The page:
Twice a year WordPress publishes a transparency report. Among other things the report gives the number of Digital Millenium Copyright Act (DMCA) notices received. These are legal requests under US law to remove material from a website that is infringing the copyright of an individual or company.
The WordPress platform supports 25% of all sites across the internet. So for solicitors like us who work in this area of law – and our clients – the information gives a valuable snapshot of online copyright infringement.
The latest report has just been published. It reveals that in the first six months of 2017 WordPress received 9,273 takedown notices – a 50 percent increase from the previous year. But interestingly only 22% of the notices actually led to the removal of copyrighted material. WordPress – and other platforms – are obliged to take DMCA notices seriously. Every notice is analysed to ensure it has been submitted in the correct format and the claim it makes is legitimate (for example, is the claim undermined by the fair use principle?).
WHY DO SO MANY NOTICES FAIL?
While many of the unsuccessful notices were rejected because they were clear attempts to abuse the legal process by seeking to have legitimately hosted material removed, a large proportion of the notices were simply defective. Defects can range from omission of basic contact information on the DMCA form to a failure to state clearly the nature of the alleged copyright infringement.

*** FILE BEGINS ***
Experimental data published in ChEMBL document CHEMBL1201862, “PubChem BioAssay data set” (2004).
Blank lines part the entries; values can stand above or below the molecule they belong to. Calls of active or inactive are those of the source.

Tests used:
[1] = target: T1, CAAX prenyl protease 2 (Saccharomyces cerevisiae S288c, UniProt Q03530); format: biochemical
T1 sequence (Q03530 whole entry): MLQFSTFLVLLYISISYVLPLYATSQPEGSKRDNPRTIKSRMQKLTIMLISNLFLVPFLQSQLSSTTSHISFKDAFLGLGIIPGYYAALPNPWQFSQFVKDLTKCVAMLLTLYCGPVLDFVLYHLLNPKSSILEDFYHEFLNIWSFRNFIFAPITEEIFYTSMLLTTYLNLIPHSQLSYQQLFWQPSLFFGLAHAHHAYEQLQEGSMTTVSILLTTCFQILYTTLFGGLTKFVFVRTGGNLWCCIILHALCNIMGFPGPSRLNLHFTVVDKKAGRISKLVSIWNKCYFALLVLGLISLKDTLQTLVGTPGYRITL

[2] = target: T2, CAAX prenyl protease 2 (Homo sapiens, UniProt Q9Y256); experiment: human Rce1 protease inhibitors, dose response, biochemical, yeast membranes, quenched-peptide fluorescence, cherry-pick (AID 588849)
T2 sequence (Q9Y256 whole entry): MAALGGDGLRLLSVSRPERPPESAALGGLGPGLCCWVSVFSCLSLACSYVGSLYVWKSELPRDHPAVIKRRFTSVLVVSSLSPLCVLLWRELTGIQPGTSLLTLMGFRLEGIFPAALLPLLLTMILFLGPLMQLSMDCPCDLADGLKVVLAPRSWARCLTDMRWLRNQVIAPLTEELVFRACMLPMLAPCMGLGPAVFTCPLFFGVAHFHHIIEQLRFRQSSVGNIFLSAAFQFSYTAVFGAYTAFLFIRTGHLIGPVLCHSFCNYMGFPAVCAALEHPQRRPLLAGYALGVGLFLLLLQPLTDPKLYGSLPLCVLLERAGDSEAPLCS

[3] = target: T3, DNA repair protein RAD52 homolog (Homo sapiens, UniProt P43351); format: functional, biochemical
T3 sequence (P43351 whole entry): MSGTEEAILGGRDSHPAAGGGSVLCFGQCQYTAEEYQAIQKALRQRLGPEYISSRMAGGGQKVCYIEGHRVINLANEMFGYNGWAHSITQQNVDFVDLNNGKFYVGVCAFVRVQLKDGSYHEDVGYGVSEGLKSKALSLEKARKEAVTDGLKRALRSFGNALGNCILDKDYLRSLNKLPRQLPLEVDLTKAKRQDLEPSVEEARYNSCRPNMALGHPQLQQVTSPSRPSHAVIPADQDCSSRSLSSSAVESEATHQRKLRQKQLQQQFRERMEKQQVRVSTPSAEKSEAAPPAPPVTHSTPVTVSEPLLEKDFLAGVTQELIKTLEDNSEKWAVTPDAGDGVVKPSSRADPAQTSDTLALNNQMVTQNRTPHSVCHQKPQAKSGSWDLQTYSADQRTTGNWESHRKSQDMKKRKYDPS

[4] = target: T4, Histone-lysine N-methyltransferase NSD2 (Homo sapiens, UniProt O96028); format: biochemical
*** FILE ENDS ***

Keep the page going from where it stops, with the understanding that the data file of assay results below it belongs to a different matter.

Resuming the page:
SUBMITTING A DCMA NOTICE – IT’S THE DETAIL THAT MATTERS
This demonstrates the importance of paying close attention to the detail of the DMCA. A notice that is rejected is a waste of time and money. More importantly it means the infringement of copyright remains, and the harm to you or your business continues.
The DMCA governs digital copyright and takedown matters in the US. A different system exists in the UK. Big Data Law has the expertise to assist both individuals and companies concerned about copyright infringement in both jurisdictions and elsewhere. Before submitting a notice it is usually essential to approach the website owner directly and ask for the material to be removed. If there is an online abuse form you should complete it. For the notice itself the following information is required:
- The identity of the site host
- Details of the copyright owner and if available, the copyright registration details
- Who the takedown notice is aimed at. This can usually be found on the relevant website in the ‘Contact’ or ‘Report Abuse’ sections.
- The precise URL of the offending pages
- Where the original copyrighted material is located
- What the copyrighted material consists of
- A full explanation of how copyright has been breached
When completing the form you must also confirm your good faith belief that the use of the copyrighted material has not been authorised by the owner. You must also swear –‘under pain of perjury’ – that you are the copyright owner or the agent of the owner.
DMCA takedown notices are an effective way to protect you or your business from harmful copyright infringement. But sending a DMCA takedown notice should not be undertaken lightly. It is a formal legal process. If not done in good faith or sent in the wrong format there could be serious consequences, including criminal sanctions. Big Data Law advises on the different copyright and takedown laws in multiple regions. If you have concerns you can call us on +44 (0) 7545 813 894 or contact us online.